Former RTÉ broadcaster, author and academic Brian Farrell has died at the age of 85.
He presented numerous political programmes on RTÉ, including election and budget specials.
Mr Farrell, who was born in 1929, was educated at UCD and then at Harvard.
He was subsequently appointed an associate professor in Government and Political Science in UCD.
Mr Farrell began broadcasting in 1957, initially on radio, and he became known for his interviews, particularly those with politicians.
He worked on numerous television programmes during his time with RTÉ, including Broadsheet, Newsbeat, 7 Days, The Political Programme, Frontline, Today Tonight and Prime Time.
His published works included Chairman or Chief (1971), The Founding of Dáil Éireann (1971), Seán Lemass (1983), and Child Poverty in Ireland (2000).
President Michael D Higgins has paid tribute to Mr Farrell.
Speaking from Malawi, the President said: "I have just learned with much sadness of the death of Brian Farrell and I extend my deepest sympathies to his wife Marie-Therese, his children Naomi, Bernard, Miriam, David, Rachel, Theo, Brian and his entire family.
"Brian Farrell was an outstanding broadcaster and political commentator and in so many ways he set the standard for others to follow, during the early days of RTE television.
"His deep knowledge of current affairs and the wider political landscape, combined with his incisive questioning, contributed to his immense success and his holding of such respect as a broadcaster."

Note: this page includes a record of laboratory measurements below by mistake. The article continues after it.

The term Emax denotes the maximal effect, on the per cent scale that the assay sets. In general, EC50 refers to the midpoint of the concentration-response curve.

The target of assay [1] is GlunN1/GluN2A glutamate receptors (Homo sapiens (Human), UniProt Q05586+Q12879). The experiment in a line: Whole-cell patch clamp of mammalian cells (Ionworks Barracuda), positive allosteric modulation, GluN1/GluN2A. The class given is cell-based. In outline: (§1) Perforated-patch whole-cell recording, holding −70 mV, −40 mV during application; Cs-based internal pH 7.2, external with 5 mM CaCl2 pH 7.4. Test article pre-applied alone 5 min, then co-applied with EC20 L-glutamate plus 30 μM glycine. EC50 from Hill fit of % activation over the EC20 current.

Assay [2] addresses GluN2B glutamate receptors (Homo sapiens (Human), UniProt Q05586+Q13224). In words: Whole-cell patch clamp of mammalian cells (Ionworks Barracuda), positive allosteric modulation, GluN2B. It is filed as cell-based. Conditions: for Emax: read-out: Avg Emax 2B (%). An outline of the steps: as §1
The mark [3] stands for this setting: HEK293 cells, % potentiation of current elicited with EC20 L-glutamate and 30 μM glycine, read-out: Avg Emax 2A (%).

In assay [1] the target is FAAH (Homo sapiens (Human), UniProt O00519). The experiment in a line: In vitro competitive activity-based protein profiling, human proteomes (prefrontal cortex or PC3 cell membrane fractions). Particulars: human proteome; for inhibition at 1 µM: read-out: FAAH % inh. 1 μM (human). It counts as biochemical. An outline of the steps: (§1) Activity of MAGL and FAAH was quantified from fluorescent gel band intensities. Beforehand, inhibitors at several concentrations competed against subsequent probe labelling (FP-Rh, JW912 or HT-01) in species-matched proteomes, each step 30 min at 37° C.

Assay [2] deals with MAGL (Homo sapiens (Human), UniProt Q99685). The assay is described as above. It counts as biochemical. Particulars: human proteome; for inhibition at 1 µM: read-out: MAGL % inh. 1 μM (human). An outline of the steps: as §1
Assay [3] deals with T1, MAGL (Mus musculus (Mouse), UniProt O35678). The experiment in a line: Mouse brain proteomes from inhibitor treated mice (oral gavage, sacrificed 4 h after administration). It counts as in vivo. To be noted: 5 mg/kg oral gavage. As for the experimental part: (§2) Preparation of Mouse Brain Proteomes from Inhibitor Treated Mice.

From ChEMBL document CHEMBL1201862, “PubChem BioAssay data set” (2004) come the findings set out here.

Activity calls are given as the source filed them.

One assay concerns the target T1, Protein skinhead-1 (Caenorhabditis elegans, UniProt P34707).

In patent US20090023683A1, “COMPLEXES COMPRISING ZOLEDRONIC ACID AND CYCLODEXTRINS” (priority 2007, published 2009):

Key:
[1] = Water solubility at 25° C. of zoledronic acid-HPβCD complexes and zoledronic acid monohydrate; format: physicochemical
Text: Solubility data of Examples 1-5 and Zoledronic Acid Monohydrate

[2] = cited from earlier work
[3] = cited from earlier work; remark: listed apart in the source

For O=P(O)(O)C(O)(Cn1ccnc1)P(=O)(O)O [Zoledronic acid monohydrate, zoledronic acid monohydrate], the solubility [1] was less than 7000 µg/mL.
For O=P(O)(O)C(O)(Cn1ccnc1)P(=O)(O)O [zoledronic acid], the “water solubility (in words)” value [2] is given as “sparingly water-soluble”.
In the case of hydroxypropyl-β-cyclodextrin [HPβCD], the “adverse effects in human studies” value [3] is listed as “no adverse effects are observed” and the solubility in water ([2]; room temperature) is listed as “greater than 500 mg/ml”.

RTÉ Director General Noel Curran said: "Brian Farrell was one of the most respected and talented current affairs presenters ever to appear on RTÉ.
"Having started out on Radio Éireann, he was there from the very beginning of Telefís Éireann in 1962.
"On Broadsheet, Newsbeat, 7 Days, Today Tonight, and Prime Time, his incisive analysis was paired with a unique presentation style and a depth of knowledge about Irish politics that was extraordinary.
"He was also a fantastic colleague. Wise, witty, supportive but also not afraid to challenge, he was a hugely positive presence on the Current Affairs team. I consider it a privilege to have worked with him. Our thoughts are with his family."
Chancellor of the National University of Ireland Dr Maurice Manning described Mr Farrell as an outstanding broadcaster, a fine academic and an inspiring lecturer.
Taoiseach Enda Kenny has described Mr Farrell as one of the outstanding political commentators of his generation.
Mr Kenny said the broadcaster had left a lasting imprint on the nature of politics in Ireland.
He described Mr Farrell as an institution, who had an extraordinary way of dealing with politicians.
The Taoiseach said Mr Farrell was the authoritative voice of analysis on Irish current affairs, who oversaw interviews in a fair and balanced way.
He said he had always asked the hard questions and his approach always concentrated the minds of politicians.